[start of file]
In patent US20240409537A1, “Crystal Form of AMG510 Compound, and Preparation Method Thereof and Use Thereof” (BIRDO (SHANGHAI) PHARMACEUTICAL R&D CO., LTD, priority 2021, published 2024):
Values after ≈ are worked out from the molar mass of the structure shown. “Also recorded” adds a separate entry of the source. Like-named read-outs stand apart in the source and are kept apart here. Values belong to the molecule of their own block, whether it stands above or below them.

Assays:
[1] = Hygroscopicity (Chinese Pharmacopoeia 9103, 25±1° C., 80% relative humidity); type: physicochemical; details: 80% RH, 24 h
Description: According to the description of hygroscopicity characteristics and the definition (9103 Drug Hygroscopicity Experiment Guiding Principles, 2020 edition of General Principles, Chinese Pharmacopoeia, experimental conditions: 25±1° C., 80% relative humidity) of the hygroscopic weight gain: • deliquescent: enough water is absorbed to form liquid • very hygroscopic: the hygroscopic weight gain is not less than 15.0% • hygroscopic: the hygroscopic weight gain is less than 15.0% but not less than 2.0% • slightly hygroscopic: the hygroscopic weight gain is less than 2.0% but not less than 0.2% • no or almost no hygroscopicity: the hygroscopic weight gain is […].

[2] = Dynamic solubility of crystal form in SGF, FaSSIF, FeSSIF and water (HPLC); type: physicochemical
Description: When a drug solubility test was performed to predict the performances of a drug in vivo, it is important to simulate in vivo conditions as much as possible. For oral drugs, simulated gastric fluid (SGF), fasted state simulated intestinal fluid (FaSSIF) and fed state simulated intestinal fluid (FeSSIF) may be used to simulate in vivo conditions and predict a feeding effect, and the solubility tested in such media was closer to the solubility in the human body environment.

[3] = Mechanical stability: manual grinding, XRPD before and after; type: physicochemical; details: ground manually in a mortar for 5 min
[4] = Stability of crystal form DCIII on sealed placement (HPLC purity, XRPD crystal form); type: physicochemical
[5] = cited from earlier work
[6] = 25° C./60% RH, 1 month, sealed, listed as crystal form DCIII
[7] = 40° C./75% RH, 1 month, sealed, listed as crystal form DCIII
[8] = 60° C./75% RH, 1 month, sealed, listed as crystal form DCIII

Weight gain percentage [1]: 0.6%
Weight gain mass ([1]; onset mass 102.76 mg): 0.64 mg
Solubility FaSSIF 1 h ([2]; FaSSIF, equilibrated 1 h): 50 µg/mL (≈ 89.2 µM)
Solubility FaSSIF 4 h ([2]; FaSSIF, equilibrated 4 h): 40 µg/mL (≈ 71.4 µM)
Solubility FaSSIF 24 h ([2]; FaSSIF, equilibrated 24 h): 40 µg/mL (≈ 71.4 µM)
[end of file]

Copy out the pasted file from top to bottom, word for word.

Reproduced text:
In patent US20240409537A1, “Crystal Form of AMG510 Compound, and Preparation Method Thereof and Use Thereof” (BIRDO (SHANGHAI) PHARMACEUTICAL R&D CO., LTD, priority 2021, published 2024):
Values after ≈ are worked out from the molar mass of the structure shown. “Also recorded” adds a separate entry of the source. Like-named read-outs stand apart in the source and are kept apart here. Values belong to the molecule of their own block, whether it stands above or below them.

Assays:
[1] = Hygroscopicity (Chinese Pharmacopoeia 9103, 25±1° C., 80% relative humidity); type: physicochemical; details: 80% RH, 24 h
Description: According to the description of hygroscopicity characteristics and the definition (9103 Drug Hygroscopicity Experiment Guiding Principles, 2020 edition of General Principles, Chinese Pharmacopoeia, experimental conditions: 25±1° C., 80% relative humidity) of the hygroscopic weight gain: • deliquescent: enough water is absorbed to form liquid • very hygroscopic: the hygroscopic weight gain is not less than 15.0% • hygroscopic: the hygroscopic weight gain is less than 15.0% but not less than 2.0% • slightly hygroscopic: the hygroscopic weight gain is less than 2.0% but not less than 0.2% • no or almost no hygroscopicity: the hygroscopic weight gain is […].

[2] = Dynamic solubility of crystal form in SGF, FaSSIF, FeSSIF and water (HPLC); type: physicochemical
Description: When a drug solubility test was performed to predict the performances of a drug in vivo, it is important to simulate in vivo conditions as much as possible. For oral drugs, simulated gastric fluid (SGF), fasted state simulated intestinal fluid (FaSSIF) and fed state simulated intestinal fluid (FeSSIF) may be used to simulate in vivo conditions and predict a feeding effect, and the solubility tested in such media was closer to the solubility in the human body environment.

[3] = Mechanical stability: manual grinding, XRPD before and after; type: physicochemical; details: ground manually in a mortar for 5 min
[4] = Stability of crystal form DCIII on sealed placement (HPLC purity, XRPD crystal form); type: physicochemical
[5] = cited from earlier work
[6] = 25° C./60% RH, 1 month, sealed, listed as crystal form DCIII
[7] = 40° C./75% RH, 1 month, sealed, listed as crystal form DCIII
[8] = 60° C./75% RH, 1 month, sealed, listed as crystal form DCIII

Weight gain percentage [1]: 0.6%
Weight gain mass ([1]; onset mass 102.76 mg): 0.64 mg
Solubility FaSSIF 1 h ([2]; FaSSIF, equilibrated 1 h): 50 µg/mL (≈ 89.2 µM)
Solubility FaSSIF 4 h ([2]; FaSSIF, equilibrated 4 h): 40 µg/mL (≈ 71.4 µM)
Solubility FaSSIF 24 h ([2]; FaSSIF, equilibrated 24 h): 40 µg/mL (≈ 71.4 µM)